TRADITIONALLY, the debate about heritage buildings in Orange has tended to run along two mutually exclusive lines.
Developers tend to argue against restoration, opting for new construction wherever possible. On the other side of the fence, a small but politically-effective heritage lobby work hard to preserve as many buildings as possible. The result has often been a bitter war or words.
There was an expectation of similarly spirited debate over the proposed development of heritage-listed Caldwell House and the adjacent nurses quarters buildings when news of their proposed demolition broke in the Central Western Daily on Monday.
A development application for the sites claims it would cost up to $2.7 million to clean up the asbestos, while even retaining just the facades was costed at $2.4 million. Even in the realm of developers, those are not small amounts.
That may yet prove to be the case, but for the time being the discussion – still in its initial stages – has had a distinct lack of fire.
A reason for that is the presence of three sizable factors – one new, one old, one perpetual – whose full effects on the final decision about the sites’ futures will take a while to become clear: the announcement the NSW Department of Primary Industries (DPI) will build its new offices on the adjacent block, the presence of asbestos on-site, and simple economics.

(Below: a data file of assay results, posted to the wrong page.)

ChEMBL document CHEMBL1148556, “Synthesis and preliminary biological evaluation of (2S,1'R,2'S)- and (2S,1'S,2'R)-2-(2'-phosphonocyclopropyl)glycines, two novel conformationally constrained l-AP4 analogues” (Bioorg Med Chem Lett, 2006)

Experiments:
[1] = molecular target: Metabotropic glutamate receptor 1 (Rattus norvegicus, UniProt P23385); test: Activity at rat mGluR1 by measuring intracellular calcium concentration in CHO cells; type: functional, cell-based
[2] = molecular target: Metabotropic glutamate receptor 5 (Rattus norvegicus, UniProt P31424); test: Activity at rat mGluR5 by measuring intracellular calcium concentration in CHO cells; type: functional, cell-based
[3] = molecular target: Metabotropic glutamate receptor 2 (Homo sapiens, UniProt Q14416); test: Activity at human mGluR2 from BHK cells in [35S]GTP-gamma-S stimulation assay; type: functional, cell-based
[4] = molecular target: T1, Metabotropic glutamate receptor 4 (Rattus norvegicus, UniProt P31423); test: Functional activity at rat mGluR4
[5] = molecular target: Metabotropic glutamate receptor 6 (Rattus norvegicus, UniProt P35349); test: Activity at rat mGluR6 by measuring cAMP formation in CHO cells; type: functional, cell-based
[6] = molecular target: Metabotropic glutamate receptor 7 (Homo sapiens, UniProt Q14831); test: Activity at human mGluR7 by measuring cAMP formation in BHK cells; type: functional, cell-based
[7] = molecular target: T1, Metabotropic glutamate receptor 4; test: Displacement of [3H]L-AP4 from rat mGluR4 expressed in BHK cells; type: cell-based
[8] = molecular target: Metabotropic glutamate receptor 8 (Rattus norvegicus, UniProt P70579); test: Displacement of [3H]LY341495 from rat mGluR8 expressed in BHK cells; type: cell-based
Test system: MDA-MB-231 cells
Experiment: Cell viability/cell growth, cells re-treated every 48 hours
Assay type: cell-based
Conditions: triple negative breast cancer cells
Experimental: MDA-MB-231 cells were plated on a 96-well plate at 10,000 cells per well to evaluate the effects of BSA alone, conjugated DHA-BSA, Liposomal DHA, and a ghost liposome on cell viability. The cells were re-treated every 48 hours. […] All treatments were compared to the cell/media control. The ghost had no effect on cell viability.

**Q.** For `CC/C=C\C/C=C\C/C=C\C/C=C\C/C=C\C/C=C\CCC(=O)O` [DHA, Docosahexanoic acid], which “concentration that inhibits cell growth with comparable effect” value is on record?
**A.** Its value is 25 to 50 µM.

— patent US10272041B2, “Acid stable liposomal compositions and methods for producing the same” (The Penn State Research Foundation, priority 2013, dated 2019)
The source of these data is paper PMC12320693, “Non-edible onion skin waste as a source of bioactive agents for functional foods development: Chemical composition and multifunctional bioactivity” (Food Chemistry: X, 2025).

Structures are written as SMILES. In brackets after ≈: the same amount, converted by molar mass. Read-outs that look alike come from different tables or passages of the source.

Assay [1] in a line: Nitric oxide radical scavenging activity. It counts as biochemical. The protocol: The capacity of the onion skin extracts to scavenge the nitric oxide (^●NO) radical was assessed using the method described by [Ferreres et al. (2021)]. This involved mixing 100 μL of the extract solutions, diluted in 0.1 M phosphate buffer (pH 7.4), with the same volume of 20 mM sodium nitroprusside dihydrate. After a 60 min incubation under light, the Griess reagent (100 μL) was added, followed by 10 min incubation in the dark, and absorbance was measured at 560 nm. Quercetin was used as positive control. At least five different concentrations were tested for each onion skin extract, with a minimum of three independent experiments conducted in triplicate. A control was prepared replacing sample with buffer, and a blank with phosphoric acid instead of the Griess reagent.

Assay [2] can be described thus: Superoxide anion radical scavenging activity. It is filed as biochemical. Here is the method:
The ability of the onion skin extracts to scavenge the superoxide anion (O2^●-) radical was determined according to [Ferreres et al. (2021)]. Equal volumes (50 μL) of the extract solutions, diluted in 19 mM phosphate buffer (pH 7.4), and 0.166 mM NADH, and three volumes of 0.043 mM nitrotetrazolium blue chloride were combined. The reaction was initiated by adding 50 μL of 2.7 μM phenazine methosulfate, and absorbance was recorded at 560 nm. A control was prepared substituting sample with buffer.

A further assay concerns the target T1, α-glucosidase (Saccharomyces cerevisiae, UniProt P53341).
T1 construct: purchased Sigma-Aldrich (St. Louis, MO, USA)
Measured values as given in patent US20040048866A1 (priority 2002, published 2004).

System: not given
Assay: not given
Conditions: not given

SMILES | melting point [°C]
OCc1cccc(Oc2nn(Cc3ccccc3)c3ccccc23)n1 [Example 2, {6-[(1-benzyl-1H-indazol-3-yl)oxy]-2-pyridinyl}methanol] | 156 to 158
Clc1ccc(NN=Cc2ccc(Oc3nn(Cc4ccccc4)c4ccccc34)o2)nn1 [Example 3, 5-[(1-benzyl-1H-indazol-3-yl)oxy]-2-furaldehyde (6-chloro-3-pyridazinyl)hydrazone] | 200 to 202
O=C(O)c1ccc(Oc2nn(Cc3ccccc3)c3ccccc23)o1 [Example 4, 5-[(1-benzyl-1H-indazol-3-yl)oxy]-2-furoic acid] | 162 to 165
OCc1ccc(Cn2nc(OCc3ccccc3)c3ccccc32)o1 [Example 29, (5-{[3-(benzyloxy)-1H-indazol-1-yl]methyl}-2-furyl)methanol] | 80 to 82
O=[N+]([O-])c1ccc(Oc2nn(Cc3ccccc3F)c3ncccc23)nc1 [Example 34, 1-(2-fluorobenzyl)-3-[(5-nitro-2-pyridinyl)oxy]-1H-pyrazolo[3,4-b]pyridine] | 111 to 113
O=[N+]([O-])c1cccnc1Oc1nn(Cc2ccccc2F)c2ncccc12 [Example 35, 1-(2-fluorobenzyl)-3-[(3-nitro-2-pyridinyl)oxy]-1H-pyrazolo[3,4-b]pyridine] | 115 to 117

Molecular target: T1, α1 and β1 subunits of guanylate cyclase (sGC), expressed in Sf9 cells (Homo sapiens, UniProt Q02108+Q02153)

The fact the DPI’s 700-strong team will call the former Orange Base Hospital site home from 2020 will understandably colour the perspectives of council and would-be developers to the surrounding blocks. It has to: the needs and wants of that many people, located in one place for eight hours each weekday, can’t be ignored.
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Meanwhile, the Orange Local Environment Plan of 2011 said the site was “significantly contaminated by asbestos”. In that same year, Mission Australia inspected the building as a possible home for the aged care facility it has since completed at the Bloomfield campus. It didn’t get off the ground because, in the words of the organisation’s aged care general manager Jill Bicknell, “it would be very difficult because of the asbestos”.
Which brings us neatly to the third point – a development application for the sites claims it would cost up to $2.7 million to clean up the asbestos, while even retaining just the facades was costed at $2.4 million. Even in the realm of developers, those are not small amounts.
All of these factors, and others still to be discovered or stated, will shape the debate, and thus determine the future of the Sale Street blocks.
Only time will tell what that future is.